Mips (v2/32bit/le) instrprof.increment generating/lowering/something? to invalid 64 bit atomic operation

First off, let me just get out of the way that I’m new to both Rust and LLVM. I’m a seasoned C programmer (since the 1980s), somewhat regular O/S contributor and doing my best to solve this myself, but there’s just too many moving parts for me to simultaneously grok.

This is all relative to Rust’s fork of LLVM.

I’m trying to debug some weird behavior cross compiling some Rust code for mipsel. I’ve got Rust’s instrument-coverage option turned on, which as best I can tell is just using LLVM’s instrprof and somehow or another the object files end up with calls to __sync_fetch_and_add_8, which mips32 can’t do.

What I think is happening:
Rust is internally invoking codegen and getting a call to instrprof.increment intrinsic. It’s also conceivable that this call happens at tool-chain build time and Rust is just stuffing in templated entries.

Something then optimizes and/or “lowers” that call down to this IR (retrieved from Rust via --emit=llvm-ir):

%0 = atomicrmw add ptr @__profc__RNvCs7qINHSN7ijU_4test4main, i64 1 monotonic, align 8, !dbg !326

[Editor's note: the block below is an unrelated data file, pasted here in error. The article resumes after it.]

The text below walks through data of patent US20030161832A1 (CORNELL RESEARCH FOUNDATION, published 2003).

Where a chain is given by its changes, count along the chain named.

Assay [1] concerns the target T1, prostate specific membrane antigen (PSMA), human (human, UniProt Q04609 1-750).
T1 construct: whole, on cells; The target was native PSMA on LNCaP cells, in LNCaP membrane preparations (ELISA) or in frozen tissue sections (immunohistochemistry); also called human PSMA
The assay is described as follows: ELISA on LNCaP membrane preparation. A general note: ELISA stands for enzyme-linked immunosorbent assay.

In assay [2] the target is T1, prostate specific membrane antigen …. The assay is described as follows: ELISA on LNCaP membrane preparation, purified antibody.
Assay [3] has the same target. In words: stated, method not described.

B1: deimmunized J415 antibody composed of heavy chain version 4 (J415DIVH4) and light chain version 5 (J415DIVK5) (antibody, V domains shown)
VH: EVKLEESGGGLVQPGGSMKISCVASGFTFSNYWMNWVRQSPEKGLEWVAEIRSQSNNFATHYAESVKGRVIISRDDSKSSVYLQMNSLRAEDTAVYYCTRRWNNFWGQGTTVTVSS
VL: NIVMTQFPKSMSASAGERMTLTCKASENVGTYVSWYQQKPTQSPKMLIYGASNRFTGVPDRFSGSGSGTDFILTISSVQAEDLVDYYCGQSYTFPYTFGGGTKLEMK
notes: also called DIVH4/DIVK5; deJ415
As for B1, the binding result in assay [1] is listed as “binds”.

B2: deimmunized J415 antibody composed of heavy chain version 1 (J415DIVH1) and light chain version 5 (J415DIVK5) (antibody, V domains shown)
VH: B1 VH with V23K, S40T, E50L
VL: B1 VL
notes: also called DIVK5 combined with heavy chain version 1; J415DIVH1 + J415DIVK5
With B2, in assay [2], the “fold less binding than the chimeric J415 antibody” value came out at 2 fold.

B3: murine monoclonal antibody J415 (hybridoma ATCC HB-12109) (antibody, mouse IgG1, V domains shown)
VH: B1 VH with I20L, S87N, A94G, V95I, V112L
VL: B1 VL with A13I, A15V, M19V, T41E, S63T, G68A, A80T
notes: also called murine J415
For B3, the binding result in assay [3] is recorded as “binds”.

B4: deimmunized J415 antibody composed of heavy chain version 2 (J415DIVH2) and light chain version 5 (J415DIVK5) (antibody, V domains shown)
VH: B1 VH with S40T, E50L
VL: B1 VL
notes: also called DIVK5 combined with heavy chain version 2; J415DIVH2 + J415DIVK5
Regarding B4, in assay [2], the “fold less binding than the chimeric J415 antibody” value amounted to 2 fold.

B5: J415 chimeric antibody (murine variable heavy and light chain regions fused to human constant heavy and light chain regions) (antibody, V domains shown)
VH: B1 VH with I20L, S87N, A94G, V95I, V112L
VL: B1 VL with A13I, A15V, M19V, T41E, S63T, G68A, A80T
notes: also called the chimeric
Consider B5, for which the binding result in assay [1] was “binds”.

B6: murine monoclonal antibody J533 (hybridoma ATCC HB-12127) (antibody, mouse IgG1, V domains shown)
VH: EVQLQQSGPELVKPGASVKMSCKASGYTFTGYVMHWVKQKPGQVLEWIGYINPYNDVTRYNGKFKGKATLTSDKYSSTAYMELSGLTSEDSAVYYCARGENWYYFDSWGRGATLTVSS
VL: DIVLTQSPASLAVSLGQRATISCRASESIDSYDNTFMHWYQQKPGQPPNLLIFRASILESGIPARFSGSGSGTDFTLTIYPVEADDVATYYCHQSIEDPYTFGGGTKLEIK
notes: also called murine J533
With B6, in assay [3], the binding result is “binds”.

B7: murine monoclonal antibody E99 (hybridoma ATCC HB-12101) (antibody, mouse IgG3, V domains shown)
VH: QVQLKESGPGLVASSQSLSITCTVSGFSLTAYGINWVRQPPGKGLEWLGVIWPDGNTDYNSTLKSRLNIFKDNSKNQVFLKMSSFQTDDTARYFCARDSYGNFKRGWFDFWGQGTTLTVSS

Which is ultimately converted (I believe by LLVM) to the __sync_fetch_and_add_8 call that doesn’t exist.

From reading about LLVM atomics, I don’t think the atomicrmw instruction should end up in the IR, since the mips target doesn’t support atomics that long.

Looking at Target/MIPS, I don’t see a call to setMaxAtomicSizeInBitsSupported. So, my read of the situation is that it should remain as 0 and thus block all atomic instructions? That doesn’t seem to happen though.

Further, I don’t think even given that atomicrmw instruction that LLVM should be outputting a __sync_fetch_and_add_8 for it on MIPS.

Can anybody suggest a starting point for further exploration?


A bunch of googling/grepping and I think I’ve found the source of the trouble.

llvm-project/llvm/lib/Passes/PassBuilderPipelines.cpp line 758 turns on Options.DoCounterPromotion all the time.

Then, line 713 in InstrProfiling.cpp just blindly stuffs in an AtomicRMW without checking whether the target supports it or not.

Yep, that’s the problem. I’m going to test some different wrappers to figure out the best way to make that injection only happen when it will actually succeed.